Here’s our annual hunter’s checklist
By Hookemharry

Posted: October 17, 2003

Last year, I developed a hunters checklist that many readers found useful. I have added a couple more items to the list this year, so feel free to clip it out and use it as a guide to get ready for your next hunting trip.

If you have a tip you would like to add to the list, e-mail me at

And remember, before going east to hunt, wash the undercarriage of your vehicle and trailer to rid it of any knapweed. Good Luck!


Cell phone in your vehicle – it just might save your life.
Toilet paper, small bucket, and shovel in your vehicle – for when nature calls.
Hunting license (yes, check it again to make sure) – so you can hunt when you get there.
Regulations booklet – so you can check on seasons, bag limits, laws.
2000 sunrise/sunset tables – so you know when you can start and have to stop shooting.
Good pair of boots and warm socks – there’s nothing worse than wet or sore feet.
Sharp knife, and a pack saw – one for the hide, one for quartering.
Game bags and a quarter-pound can of pepper – they keep flies off your game after you field dress it.
Binoculars – they give you an edge and are better and safer than glassing through your rifle scope.
Electrical or duct tape – to tape your license onto the carcass (after you validate it by cutting out the month and date).
Hunters’ orange sweatshirt or vest and cap – it’s the law, 400 square inches above the waist.
Compass or GPS unit – if you want to get back to camp.
Map of your hunting area – so you don’t trespass or get lost.
Sighted in rifle and ammo – a one-shot hunt is the best hunt.
Ammo carrier – makes things easier in the heat of the moment and keeps your cartridges clean.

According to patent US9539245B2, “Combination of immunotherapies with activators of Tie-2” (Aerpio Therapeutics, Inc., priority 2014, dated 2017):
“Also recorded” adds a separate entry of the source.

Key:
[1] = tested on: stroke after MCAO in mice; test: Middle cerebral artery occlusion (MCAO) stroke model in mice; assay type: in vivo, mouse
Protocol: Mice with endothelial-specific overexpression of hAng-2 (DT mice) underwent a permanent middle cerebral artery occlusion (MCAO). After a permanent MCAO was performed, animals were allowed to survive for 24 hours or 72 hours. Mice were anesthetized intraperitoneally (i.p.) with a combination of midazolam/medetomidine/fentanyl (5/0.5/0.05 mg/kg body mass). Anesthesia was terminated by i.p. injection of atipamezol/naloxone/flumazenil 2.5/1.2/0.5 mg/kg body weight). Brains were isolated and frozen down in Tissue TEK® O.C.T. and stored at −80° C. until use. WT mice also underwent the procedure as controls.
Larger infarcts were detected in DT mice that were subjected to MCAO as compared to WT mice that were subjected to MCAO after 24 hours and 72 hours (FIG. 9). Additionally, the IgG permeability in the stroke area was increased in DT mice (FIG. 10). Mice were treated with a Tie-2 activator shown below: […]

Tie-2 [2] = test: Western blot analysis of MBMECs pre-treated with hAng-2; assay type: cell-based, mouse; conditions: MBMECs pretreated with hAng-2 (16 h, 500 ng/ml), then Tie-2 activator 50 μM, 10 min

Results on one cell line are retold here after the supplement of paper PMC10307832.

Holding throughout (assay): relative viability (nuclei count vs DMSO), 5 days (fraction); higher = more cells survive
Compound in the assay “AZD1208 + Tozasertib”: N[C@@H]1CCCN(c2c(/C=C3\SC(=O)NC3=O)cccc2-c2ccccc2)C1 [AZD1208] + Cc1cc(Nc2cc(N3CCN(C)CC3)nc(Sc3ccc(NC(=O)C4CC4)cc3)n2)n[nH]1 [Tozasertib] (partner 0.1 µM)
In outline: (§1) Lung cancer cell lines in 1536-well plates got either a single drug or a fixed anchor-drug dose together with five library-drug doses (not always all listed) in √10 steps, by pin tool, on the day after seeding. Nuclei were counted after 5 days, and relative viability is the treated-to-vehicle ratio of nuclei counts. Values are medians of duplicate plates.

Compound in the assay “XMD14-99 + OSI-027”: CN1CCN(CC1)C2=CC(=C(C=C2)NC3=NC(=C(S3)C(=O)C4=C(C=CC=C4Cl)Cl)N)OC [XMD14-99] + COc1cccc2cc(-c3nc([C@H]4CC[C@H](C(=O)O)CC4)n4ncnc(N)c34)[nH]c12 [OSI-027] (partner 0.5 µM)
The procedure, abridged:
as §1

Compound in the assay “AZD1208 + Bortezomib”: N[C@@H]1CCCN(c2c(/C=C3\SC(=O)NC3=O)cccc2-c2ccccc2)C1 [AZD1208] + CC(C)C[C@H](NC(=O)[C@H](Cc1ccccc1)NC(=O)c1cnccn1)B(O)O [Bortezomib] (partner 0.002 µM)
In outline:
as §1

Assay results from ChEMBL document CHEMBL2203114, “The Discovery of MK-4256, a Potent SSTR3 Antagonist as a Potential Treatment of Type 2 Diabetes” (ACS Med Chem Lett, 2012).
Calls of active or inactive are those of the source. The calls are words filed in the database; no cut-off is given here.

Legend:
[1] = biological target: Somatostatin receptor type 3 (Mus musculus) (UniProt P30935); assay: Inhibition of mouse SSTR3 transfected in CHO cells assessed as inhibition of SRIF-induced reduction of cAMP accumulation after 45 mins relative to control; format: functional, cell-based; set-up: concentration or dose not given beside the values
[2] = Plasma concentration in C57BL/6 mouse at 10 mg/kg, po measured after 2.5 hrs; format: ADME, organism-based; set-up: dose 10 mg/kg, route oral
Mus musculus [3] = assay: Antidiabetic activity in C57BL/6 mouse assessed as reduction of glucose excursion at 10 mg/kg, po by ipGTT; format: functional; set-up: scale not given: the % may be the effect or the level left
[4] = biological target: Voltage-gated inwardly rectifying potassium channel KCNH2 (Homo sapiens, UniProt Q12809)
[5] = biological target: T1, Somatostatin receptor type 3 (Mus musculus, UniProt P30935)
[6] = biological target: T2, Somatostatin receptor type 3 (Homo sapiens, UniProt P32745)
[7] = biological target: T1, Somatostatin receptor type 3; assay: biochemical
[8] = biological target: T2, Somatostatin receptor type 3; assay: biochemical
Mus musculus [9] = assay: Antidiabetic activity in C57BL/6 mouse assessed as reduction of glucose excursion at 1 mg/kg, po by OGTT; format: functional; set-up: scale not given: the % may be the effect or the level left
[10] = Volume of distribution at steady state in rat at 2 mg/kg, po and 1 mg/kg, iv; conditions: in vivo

Orange marker tape – it helps you get back to camp and can help mark the site of your kill.
Five to 10 feet of rope – a hundred uses.
Small flashlight – it helps before dawn or after sunset.
Matches in waterproof case and small candle – it will help keep you warm if you need to start a warming fire.
Whistle and mirror – Both items can be
valuable if you are in a situation where you need to signal people for assistance
Energy bar – it helps you keep going and is light to pack.
Leatherman tool – a thousand uses.
A good spare tire, jack and tire wrench – ever been stranded?
Two pairs of gloves – in case one pair gets wet or lost.
Two one-gallon jugs of water – many uses, including washing hands or washing out carcasses.
Sunglasses – if you get in a snow situation, you won’t be squinting all day.
Warm cap – most body heat is lost through your head (with or without hair).
ALSO, PUT THESE SUPPLIES IN A FANNY PACK: a pocket first aid kit, small pkg of trail mix, small water bottle, pocket-size emergency blanket, plastic garbage bag (cut armholes and head hole and you have a rain-proof vest) small packet of fire starter, short piece of nylon cord to help drag game out, sharpening stone, and throw-away cigarette lighter.
Finally, a camera – a picture is worth a thousand words.